Are you a Project Manager who uses networking skills as a tool for managing your team and projects?
Networking is a must have skill for all professionals and executives. Recruiters increasingly look for ‘strong networking skills’ in prospective employees. Individuals with these skills can attract higher salaries, visibility and better promotion prospects. Increasingly organisations encourage employees to network to enhance organisational profile, competitiveness and maximise business opportunities.
Last week I attended my first formal ‘how to network’ event in the swanky Capital club at Bahrain Financial Harbour. The event was well attended by professionals of diverse ethnic and industry backgrounds. What united us all was the trending topic of ‘Networking’. What interested me was a slide detailing three types of networks:
Operational, Personal and Strategic.
In the project environment networking for Operational, Personal and Strategic goals is a core competency for project managers and team members. Throughout the project life cycle we network! In my training sessions I always repeat the statement ‘90% of PM job is communication!’ In fact I go as far as to say networking as a skill that can lead to project success. For example networking comes in handy in the following areas:
- Operationally & strategically it is critical to identify stakeholders and gather requirements. On projects we talk to all our internal and external stakeholders on a regular basis and therefore have to network.
- We network to acquire and manage resources, vendors and contractors and also to ascertain and explore risks, strengths and opportunities for the project.
- Our personal objectives can be met as well managed, informed and engaged stakeholders equals a happier Project Manager.
In Project Communications Planning:
Project objectives should be SMART (specific, measurable, achievable, realistic and time bound). Similarly project-networking activities should be smart too.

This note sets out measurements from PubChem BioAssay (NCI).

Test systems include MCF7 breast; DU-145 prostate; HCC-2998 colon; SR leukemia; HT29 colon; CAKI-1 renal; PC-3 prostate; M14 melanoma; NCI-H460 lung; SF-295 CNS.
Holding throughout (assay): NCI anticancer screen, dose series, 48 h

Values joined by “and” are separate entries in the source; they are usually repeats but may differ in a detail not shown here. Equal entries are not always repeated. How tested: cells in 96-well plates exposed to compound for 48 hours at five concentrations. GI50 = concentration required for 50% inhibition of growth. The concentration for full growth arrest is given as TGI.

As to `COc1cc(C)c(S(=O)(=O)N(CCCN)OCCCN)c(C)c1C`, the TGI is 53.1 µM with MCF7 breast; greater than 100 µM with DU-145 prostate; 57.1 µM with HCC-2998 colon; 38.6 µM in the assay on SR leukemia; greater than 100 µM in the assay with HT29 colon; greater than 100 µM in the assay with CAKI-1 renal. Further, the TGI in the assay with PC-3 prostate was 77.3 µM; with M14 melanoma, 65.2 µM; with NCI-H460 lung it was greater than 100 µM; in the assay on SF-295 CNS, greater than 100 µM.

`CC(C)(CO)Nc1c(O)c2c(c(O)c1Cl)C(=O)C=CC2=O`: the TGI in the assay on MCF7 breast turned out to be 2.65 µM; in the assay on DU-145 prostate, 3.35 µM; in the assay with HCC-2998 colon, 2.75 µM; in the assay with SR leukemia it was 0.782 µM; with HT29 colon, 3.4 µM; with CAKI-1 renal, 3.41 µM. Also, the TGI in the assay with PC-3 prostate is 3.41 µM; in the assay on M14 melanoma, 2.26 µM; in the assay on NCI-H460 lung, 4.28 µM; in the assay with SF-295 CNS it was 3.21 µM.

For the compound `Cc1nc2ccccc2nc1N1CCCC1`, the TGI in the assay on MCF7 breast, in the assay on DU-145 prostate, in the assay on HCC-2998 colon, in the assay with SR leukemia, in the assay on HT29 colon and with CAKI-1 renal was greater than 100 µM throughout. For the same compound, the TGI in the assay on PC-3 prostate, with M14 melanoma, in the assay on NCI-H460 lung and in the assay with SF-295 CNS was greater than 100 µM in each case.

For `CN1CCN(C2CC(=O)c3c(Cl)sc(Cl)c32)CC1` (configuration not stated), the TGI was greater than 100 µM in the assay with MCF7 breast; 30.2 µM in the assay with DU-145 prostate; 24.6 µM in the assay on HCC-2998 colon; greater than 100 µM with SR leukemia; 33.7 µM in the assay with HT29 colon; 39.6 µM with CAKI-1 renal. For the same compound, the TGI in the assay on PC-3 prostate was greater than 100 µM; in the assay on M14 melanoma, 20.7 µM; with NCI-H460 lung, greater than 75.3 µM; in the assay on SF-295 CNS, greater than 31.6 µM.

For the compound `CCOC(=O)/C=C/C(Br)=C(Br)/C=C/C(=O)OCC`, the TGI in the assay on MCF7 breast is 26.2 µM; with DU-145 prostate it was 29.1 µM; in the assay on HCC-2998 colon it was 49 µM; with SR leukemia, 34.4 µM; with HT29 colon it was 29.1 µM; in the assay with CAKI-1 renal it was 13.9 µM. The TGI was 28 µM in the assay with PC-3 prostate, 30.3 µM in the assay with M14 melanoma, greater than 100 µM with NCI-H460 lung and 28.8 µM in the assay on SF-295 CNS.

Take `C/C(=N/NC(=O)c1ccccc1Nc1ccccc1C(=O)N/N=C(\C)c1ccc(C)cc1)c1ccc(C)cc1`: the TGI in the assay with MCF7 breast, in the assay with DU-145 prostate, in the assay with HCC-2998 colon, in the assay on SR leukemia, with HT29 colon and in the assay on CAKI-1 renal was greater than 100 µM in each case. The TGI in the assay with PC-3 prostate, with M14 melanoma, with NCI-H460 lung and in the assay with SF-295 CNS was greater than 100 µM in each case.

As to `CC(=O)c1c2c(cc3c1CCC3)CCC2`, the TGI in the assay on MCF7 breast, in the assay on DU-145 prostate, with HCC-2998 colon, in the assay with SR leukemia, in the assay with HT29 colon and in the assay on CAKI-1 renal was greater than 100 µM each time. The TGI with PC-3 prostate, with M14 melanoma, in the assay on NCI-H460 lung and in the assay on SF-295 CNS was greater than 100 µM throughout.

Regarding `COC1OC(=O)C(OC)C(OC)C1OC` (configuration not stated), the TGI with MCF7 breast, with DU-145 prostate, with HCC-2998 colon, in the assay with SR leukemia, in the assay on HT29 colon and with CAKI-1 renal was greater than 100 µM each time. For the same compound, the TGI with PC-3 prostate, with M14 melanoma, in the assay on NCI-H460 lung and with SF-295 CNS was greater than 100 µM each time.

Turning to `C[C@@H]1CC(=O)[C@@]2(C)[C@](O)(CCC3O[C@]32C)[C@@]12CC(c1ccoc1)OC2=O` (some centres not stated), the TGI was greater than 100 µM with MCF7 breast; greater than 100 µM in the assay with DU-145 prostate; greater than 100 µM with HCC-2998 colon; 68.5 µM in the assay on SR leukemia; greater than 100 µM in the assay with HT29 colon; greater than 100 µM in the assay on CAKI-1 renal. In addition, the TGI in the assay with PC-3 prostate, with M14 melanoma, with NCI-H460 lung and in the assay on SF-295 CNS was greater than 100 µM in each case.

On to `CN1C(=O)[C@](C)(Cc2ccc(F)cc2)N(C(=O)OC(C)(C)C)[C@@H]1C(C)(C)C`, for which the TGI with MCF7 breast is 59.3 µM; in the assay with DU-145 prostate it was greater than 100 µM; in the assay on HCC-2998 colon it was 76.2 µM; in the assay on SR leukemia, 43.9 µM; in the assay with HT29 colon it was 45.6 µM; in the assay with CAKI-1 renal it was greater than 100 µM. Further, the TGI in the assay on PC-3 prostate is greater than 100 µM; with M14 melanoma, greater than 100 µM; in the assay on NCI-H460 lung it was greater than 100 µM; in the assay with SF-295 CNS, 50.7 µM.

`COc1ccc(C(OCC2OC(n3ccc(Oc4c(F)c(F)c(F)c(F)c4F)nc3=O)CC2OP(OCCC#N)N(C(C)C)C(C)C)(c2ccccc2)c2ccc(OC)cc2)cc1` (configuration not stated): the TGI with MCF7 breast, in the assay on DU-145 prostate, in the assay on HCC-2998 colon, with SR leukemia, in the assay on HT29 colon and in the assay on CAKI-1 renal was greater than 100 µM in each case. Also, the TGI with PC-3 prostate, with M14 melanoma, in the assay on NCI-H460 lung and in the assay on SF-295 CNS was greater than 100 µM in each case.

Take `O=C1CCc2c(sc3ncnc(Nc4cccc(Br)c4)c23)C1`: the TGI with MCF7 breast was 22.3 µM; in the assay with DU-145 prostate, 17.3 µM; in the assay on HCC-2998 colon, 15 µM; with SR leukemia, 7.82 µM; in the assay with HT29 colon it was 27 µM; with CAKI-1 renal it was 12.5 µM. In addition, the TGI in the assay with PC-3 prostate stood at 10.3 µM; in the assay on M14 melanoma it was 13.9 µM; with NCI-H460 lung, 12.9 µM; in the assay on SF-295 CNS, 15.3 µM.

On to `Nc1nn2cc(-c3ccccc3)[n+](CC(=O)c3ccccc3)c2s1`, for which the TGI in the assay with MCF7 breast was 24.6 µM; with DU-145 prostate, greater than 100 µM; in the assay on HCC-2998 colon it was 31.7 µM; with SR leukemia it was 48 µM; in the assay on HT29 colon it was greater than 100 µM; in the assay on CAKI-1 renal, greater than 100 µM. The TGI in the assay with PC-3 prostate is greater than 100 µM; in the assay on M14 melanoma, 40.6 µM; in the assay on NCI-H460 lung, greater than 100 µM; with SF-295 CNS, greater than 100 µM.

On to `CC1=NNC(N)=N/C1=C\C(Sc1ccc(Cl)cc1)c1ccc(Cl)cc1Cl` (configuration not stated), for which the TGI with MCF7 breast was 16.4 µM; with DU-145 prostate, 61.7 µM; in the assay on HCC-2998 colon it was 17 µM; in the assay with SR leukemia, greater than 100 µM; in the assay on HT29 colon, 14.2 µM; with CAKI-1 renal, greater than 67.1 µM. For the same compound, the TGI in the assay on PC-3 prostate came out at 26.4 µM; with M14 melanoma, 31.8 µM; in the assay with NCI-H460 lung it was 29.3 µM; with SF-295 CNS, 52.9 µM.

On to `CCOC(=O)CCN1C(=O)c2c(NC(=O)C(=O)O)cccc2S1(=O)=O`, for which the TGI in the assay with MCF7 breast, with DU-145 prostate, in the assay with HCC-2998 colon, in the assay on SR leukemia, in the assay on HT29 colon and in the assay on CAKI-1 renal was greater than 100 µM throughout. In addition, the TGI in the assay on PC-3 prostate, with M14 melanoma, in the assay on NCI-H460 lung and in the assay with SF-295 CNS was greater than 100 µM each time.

Networking Activities should:
- Assess the quality of working relationships
- Identify where better relationships are required in order to complete the project
- Develop a wide support network
- Follow up on tasks or commitments
- Build and maintain relationships to get the job done
- Focus and pursue the right networks understand where they fit in and how to communicate with them effectively, know their likes and dislikes and what motivates them.
Within the Project Team
Project managers must have networking skills to successfully engage, lead and build the team. These skills will enable the PM to be a mentor and leader of the team.
With Networking Interpersonal skills:
Can help project managers build self-confidence, and devote time and strategy to build and reciprocate through meaningful networks. Plus, meeting others and finding common ground and mutual areas of benefit and collaboration is always helpful to a project manager.
The PMI states that ‘in addition to domain specific knowledge and skills’ Project Managers should possess ‘cross cutting knowledge and skills’ such as
- Active listening
- Conflict resolution
- Cultural sensitivity
- Data gathering
- Presentation skills
- Relationship management
Reference: PMI PMP examination content outline – July 2011
Benefits for Project Managers:
- Deliver the project work as required
- Balance triple constraints
- Satisfy stakeholders
- Draw people towards you and raise your personal profile
- Make your life easier
- Reinforce your reputation as a competent project manager and an asset to the organisation.
- By using networks available project members can align deliverables and tasks to the projects objective.
I can confidently assume that since the history of projects good project managers have been networking out of necessity or risk project failure.
Certainly in my own case I have been naturally ‘networking’ without really knowing that I was doing it. The difference now is that I am more aware.
Has networking brought benefits to your projects?